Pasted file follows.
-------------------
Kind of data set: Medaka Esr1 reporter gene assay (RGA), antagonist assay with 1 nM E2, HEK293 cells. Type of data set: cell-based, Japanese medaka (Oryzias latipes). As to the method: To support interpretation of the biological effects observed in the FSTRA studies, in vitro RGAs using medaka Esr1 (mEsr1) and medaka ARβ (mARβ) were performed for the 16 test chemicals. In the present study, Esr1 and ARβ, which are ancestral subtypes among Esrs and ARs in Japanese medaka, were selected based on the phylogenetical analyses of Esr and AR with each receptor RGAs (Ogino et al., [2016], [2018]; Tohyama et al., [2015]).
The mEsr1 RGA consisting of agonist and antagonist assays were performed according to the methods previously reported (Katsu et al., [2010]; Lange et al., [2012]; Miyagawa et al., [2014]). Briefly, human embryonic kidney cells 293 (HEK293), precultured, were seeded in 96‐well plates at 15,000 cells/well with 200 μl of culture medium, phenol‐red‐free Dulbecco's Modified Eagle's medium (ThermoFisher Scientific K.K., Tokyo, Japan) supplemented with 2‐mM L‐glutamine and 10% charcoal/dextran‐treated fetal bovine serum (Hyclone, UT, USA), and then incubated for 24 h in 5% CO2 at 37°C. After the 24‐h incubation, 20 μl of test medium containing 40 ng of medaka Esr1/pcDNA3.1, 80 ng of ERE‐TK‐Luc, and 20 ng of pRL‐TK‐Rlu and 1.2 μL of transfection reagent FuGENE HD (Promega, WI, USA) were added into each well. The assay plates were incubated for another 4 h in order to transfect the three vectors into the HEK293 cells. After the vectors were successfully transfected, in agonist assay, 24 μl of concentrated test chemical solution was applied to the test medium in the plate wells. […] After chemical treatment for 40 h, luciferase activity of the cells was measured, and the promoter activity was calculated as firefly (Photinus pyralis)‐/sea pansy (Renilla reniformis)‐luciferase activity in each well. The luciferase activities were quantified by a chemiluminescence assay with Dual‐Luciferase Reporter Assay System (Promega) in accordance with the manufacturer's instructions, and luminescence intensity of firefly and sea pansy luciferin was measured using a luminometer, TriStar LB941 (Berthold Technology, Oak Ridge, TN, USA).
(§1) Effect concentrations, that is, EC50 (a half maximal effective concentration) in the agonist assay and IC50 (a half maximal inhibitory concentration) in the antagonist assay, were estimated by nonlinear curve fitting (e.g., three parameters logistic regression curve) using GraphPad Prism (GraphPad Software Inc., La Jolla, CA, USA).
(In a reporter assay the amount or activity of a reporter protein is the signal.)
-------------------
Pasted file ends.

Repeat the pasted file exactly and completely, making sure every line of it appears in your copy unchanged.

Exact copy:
Kind of data set: Medaka Esr1 reporter gene assay (RGA), antagonist assay with 1 nM E2, HEK293 cells. Type of data set: cell-based, Japanese medaka (Oryzias latipes). As to the method: To support interpretation of the biological effects observed in the FSTRA studies, in vitro RGAs using medaka Esr1 (mEsr1) and medaka ARβ (mARβ) were performed for the 16 test chemicals. In the present study, Esr1 and ARβ, which are ancestral subtypes among Esrs and ARs in Japanese medaka, were selected based on the phylogenetical analyses of Esr and AR with each receptor RGAs (Ogino et al., [2016], [2018]; Tohyama et al., [2015]).
The mEsr1 RGA consisting of agonist and antagonist assays were performed according to the methods previously reported (Katsu et al., [2010]; Lange et al., [2012]; Miyagawa et al., [2014]). Briefly, human embryonic kidney cells 293 (HEK293), precultured, were seeded in 96‐well plates at 15,000 cells/well with 200 μl of culture medium, phenol‐red‐free Dulbecco's Modified Eagle's medium (ThermoFisher Scientific K.K., Tokyo, Japan) supplemented with 2‐mM L‐glutamine and 10% charcoal/dextran‐treated fetal bovine serum (Hyclone, UT, USA), and then incubated for 24 h in 5% CO2 at 37°C. After the 24‐h incubation, 20 μl of test medium containing 40 ng of medaka Esr1/pcDNA3.1, 80 ng of ERE‐TK‐Luc, and 20 ng of pRL‐TK‐Rlu and 1.2 μL of transfection reagent FuGENE HD (Promega, WI, USA) were added into each well. The assay plates were incubated for another 4 h in order to transfect the three vectors into the HEK293 cells. After the vectors were successfully transfected, in agonist assay, 24 μl of concentrated test chemical solution was applied to the test medium in the plate wells. […] After chemical treatment for 40 h, luciferase activity of the cells was measured, and the promoter activity was calculated as firefly (Photinus pyralis)‐/sea pansy (Renilla reniformis)‐luciferase activity in each well. The luciferase activities were quantified by a chemiluminescence assay with Dual‐Luciferase Reporter Assay System (Promega) in accordance with the manufacturer's instructions, and luminescence intensity of firefly and sea pansy luciferin was measured using a luminometer, TriStar LB941 (Berthold Technology, Oak Ridge, TN, USA).
(§1) Effect concentrations, that is, EC50 (a half maximal effective concentration) in the agonist assay and IC50 (a half maximal inhibitory concentration) in the antagonist assay, were estimated by nonlinear curve fitting (e.g., three parameters logistic regression curve) using GraphPad Prism (GraphPad Software Inc., La Jolla, CA, USA).
(In a reporter assay the amount or activity of a reporter protein is the signal.)